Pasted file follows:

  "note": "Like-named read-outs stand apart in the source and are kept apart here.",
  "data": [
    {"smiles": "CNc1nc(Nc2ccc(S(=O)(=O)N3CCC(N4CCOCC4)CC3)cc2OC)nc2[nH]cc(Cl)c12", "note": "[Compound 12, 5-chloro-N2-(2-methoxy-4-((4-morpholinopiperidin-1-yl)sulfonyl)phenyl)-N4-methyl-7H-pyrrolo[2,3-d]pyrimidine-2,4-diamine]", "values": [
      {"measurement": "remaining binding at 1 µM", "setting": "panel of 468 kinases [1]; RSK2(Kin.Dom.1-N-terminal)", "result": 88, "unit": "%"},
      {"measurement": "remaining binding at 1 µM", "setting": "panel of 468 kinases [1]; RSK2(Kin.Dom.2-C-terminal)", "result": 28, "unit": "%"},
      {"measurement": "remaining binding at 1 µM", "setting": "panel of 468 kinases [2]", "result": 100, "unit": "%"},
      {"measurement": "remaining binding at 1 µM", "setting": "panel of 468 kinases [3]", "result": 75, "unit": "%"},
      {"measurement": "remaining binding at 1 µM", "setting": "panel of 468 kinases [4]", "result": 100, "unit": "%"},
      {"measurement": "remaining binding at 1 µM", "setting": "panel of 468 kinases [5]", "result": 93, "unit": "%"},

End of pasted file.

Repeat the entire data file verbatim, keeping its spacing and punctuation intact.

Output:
  "note": "Like-named read-outs stand apart in the source and are kept apart here.",
  "data": [
    {"smiles": "CNc1nc(Nc2ccc(S(=O)(=O)N3CCC(N4CCOCC4)CC3)cc2OC)nc2[nH]cc(Cl)c12", "note": "[Compound 12, 5-chloro-N2-(2-methoxy-4-((4-morpholinopiperidin-1-yl)sulfonyl)phenyl)-N4-methyl-7H-pyrrolo[2,3-d]pyrimidine-2,4-diamine]", "values": [
      {"measurement": "remaining binding at 1 µM", "setting": "panel of 468 kinases [1]; RSK2(Kin.Dom.1-N-terminal)", "result": 88, "unit": "%"},
      {"measurement": "remaining binding at 1 µM", "setting": "panel of 468 kinases [1]; RSK2(Kin.Dom.2-C-terminal)", "result": 28, "unit": "%"},
      {"measurement": "remaining binding at 1 µM", "setting": "panel of 468 kinases [2]", "result": 100, "unit": "%"},
      {"measurement": "remaining binding at 1 µM", "setting": "panel of 468 kinases [3]", "result": 75, "unit": "%"},
      {"measurement": "remaining binding at 1 µM", "setting": "panel of 468 kinases [4]", "result": 100, "unit": "%"},
      {"measurement": "remaining binding at 1 µM", "setting": "panel of 468 kinases [5]", "result": 93, "unit": "%"},